It is not just the consumer who is cautious about splashing out on long-term acquisitions, says David Smith. Businesses, too, appear to be waiting for the feel-good factor before making serious investments.
The most discussed economic topic this year is the absence of the feel-good factor. People are not spending on cars and durable goods in a way that past recovery patterns would indicate. And they are certainly not investing in housing anything like they did during the economic upswings of the past 25 years.
We think we know why this is. In the case of housing, the gloom is self-feeding. The more people decide not to risk extending themselves further in the way of mortgage debt, the more prices are depressed and activity stagnant. This, in turn, locks a sizeable proportion of households into negative equity and produces adverse wealth effects for the rest of us (when house prices are rising we feel emboldened enough to borrow on our rising equity). And a stagnant housing market has direct knock-on effects for other sectors - witness the rationalisation in the DIY market, for example.
Apart from housing, the other factors are also familiar enough. Job insecurity may have been exaggerated in its impact. There has been a shift towards a more flexible labour market, with a greater proportion of people on short-term contracts. This has not, however, been as sudden or dramatic as popular perception has it. Even so it is enough to make anyone feel cautious.
Most important of all is that we are still in the adjustment phase following the over-borrowing of the 1980s. After a decade in which the ratio of personal debt to annual household income rose from 60% to 120%, there is no appetite for further indebtedness, and plenty for paying off debt.
So much for the struggling feel-good factor among consumers. But, as I have argued here before, the effect of this should be to tilt the balance of the economy back towards manufacturing industry which, operating with a competitive exchange rate and more reliant on export markets anyway, can insulate itself, to a far higher degree than services, from a dull domestic market.
This remains the case, but it raises a conundrum about the economy. If the environment is so good for industry, how come investment has been so weak? For it is not just the consumer who is cautious about splashing out on big-ticket, longer-term acquisitions. The same applies to business.
It has been true that we have been in a period of growth that can be described as export-led. Economists would love to have been able to add 'and investment-led too'. Unfortunately the latter has proved elusive. Last year, after falling sharply for three successive years, business investment picked up, but only very modestly, by 2.5%, in a year when the economy grew by 4%. More than two years from the trough of the cycle, this was a muted performance. Nor has this year been much better.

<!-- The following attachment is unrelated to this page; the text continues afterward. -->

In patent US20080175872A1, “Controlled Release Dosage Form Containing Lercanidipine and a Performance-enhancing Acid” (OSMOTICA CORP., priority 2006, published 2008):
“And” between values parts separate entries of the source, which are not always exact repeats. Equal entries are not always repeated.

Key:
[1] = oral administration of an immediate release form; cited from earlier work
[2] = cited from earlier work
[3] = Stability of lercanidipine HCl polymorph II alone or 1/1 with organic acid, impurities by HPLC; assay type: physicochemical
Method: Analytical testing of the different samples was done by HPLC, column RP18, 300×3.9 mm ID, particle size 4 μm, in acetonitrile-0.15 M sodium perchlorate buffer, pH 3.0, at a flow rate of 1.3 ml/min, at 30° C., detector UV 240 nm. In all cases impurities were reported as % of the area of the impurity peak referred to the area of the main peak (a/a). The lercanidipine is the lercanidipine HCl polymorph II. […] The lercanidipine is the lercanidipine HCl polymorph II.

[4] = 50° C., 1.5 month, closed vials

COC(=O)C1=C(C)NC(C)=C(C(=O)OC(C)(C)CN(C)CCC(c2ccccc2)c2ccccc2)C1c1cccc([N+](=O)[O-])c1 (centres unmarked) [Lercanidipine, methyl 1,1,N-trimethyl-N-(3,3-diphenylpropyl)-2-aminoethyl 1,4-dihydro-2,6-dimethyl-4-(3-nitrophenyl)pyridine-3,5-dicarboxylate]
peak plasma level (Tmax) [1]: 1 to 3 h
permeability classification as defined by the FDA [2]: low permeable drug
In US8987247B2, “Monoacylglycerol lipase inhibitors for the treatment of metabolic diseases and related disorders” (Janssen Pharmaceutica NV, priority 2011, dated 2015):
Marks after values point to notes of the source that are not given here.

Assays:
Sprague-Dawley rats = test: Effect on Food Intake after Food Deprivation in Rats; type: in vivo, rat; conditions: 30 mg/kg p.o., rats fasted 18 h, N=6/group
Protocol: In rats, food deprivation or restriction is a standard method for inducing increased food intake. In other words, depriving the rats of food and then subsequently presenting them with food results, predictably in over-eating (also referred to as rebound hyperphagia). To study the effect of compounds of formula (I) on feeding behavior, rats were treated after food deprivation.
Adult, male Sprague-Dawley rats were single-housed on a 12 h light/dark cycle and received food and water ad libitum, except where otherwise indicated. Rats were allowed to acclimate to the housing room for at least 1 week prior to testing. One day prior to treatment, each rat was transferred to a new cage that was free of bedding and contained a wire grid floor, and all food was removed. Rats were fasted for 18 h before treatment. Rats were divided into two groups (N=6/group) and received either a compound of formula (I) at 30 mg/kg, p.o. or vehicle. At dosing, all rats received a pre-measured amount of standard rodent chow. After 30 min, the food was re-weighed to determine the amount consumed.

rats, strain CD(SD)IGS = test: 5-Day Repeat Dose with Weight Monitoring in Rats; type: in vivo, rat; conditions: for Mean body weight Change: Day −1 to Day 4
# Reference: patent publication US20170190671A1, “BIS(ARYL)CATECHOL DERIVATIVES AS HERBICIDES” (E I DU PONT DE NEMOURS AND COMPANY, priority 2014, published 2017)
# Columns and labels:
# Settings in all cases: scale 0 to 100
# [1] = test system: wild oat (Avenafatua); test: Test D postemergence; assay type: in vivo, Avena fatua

The Treasury was in the vanguard of those who believed that 1995 would be the year of investment, forecasting a double-figure increase (allowing for inflation) in capital spending by business. But business has been in no mood to oblige. Investment actually fell in the first quarter of the year, and the Treasury's revised prediction, made during the summer, was for growth this year of under 5%, with the hoped-for spurt coming next year (it predicts 9.5%).
Now I am as keen on investment as the next man but there are good reasons why the investment upturn may not arrive on cue. The first is a matter of simple business-cycle economics. We are, it is generally acknowledged, past the peak for economic growth in the present cycle. This does not mean the imminence of another recession. Rather it is that, with domestic demand continuing to grow only modestly, the engine for growth, Britain's ability to sell into recovering foreign markets, is starting to sputter.
British products remain competitive, but the environment for selling them is deteriorating. This is most evident in America, where the chairman of the Federal Reserve Board, Alan Greenspan, has spoken of the possible onset of a mild recession, but it is also true in Continental Europe, where demand is, in most cases, growing at an even more subdued rate than in Britain. Japan remains mired in something close to stagnation. This leaves the strongly growing markets of the Far East, as well as the Middle East, Eastern Europe and the developing countries. But it is unrealistic to expect these to to compensate to a sufficient degree for weak growth in main markets.
As important, however, is a second broad factor, the psychology of investment. For decades, economists have been trying to get into the minds of companies for an insight into what determines investment decisions. The explanations can come down to crude battles between innovators and financial controllers within companies, or they can lead to the model 'new' company, composed of flexible semi-autonomous units, each striving to push forward its schemes.
When it comes down to it, however, businessmen are human, too. They are behaving as other consumers - risk-averse, unwilling to incur new debt, cautious about future employment prospects. And there is another parallel between personal and corporate decision-making. Just as individuals over-borrowed and over-invested in the late '80s, so the same was true for companies, as the chart shows. Businessmen are also lacking the feel-good factor necessary to prompt an investment boom.
This explanation allows, by the way, for somewhat different decision-making by manufacturers who, until now at least, have seen some of their markets grow strongly. Within a depressed investment scene, manufacturing investment rose 6.5% last year and should show stronger growth this year. But it remains to be seen how long even manufacturers can buck the trend of what they see around them.